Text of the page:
Probiotic use in at-risk populations
Journal of the American Pharmacists Association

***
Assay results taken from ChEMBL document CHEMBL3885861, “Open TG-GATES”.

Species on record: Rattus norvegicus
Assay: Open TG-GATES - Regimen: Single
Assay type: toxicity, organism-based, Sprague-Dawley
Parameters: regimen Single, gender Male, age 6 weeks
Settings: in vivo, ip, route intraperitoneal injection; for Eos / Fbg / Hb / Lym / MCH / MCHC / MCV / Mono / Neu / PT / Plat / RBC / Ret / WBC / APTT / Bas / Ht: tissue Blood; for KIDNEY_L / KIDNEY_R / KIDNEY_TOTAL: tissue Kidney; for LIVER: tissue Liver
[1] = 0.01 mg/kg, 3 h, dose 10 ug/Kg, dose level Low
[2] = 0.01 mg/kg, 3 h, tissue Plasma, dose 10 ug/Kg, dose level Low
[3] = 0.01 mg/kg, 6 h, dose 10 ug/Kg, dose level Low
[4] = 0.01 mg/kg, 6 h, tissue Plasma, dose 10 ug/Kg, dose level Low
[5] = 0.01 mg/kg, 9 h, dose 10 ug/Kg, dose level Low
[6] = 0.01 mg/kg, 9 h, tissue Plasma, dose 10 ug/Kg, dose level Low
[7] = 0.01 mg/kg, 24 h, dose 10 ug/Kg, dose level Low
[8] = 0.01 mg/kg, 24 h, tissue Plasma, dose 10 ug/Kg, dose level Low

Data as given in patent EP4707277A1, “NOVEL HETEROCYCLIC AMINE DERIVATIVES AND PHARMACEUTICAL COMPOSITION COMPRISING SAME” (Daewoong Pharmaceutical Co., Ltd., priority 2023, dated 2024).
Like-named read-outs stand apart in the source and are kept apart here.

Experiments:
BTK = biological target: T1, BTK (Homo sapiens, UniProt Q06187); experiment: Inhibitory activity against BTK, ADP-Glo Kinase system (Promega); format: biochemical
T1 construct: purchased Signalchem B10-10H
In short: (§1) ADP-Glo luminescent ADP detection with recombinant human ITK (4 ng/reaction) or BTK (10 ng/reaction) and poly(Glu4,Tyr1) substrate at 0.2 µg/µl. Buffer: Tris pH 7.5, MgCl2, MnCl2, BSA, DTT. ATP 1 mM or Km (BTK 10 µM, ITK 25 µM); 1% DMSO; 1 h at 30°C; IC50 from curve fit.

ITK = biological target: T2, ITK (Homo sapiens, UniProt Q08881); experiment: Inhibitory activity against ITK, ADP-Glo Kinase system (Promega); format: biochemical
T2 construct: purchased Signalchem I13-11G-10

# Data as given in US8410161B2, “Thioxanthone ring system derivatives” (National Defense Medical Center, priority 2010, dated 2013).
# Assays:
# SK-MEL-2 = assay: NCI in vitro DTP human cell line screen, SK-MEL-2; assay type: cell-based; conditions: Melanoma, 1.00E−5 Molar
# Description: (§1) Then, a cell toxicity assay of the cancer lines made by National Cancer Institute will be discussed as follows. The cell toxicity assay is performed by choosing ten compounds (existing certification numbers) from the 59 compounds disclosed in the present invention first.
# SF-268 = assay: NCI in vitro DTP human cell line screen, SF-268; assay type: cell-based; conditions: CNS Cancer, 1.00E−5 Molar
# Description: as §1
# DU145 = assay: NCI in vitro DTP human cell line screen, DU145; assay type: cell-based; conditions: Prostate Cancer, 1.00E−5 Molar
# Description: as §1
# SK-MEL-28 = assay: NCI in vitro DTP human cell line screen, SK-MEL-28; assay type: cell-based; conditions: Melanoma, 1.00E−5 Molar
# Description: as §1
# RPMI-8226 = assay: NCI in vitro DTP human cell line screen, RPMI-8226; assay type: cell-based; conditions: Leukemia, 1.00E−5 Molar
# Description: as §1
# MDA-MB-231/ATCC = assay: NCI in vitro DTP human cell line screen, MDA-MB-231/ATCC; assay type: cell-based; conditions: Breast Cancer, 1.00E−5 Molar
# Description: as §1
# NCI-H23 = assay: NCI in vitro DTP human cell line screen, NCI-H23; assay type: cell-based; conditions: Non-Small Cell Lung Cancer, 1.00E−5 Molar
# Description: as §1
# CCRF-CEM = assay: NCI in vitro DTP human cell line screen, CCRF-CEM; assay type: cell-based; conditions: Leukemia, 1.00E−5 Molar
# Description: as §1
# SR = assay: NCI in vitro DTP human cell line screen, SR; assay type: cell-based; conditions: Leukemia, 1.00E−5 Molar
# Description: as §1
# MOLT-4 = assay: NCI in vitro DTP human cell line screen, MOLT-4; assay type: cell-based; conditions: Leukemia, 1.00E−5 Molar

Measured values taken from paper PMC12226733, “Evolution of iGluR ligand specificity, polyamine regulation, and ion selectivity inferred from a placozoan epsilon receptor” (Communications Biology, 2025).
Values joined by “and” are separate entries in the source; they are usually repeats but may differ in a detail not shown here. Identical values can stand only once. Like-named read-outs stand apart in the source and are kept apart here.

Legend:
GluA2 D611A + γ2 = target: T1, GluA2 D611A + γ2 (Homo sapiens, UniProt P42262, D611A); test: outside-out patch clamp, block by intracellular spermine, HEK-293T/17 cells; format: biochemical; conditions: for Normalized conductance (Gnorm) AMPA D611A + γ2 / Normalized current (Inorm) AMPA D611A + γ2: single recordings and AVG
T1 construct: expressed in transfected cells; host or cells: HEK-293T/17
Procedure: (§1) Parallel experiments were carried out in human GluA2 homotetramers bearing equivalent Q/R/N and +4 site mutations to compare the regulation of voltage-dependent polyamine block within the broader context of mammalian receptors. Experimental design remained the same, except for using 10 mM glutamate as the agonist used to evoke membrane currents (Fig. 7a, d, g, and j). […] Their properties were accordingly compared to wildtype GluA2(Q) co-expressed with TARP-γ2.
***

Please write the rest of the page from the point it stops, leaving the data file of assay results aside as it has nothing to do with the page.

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Objective To inform health care providers about quality standards for manufacture of probiotic products being recommended for at-risk patient populations. Summary Probiotics are used in a variety of clinical settings, sometimes in at-risk populations for therapeutic endpoints. Although probiotics might not be approved as drugs, they are sometimes used for the prevention or treatment of disease. In the United States, and many regions of the world, probiotic products are marketed as dietary supplements (not drugs) and are therefore subject to different manufacturing and quality control standards than approved drugs are. Health care providers need to be assured that probiotic products used in at-risk populations are safe for this use. Pharmacists should require certificates of analysis, which document quality standards, from manufacturers of products stocked in hospital formularies or other pharmacies dispensing to at-risk people. Although responsible manufacturers use stringent quality standards on their processes and finished products, using a third party to verify compliance with manufacturing and accuracy of product labeling adds assurance to end users that the product is of high quality. Conclusion It is in patients’ best interest to use probiotics in the prevention and treatment of conditions when the evidence is convincing. To protect high-risk patients, probiotic products should meet stringent microbiological standards. Product testing results should be available for review before recommending probiotic products to at-risk individuals. For products used in at-risk populations, manufacturers should provide this information or participate in a third-party verification program that certifies compliance.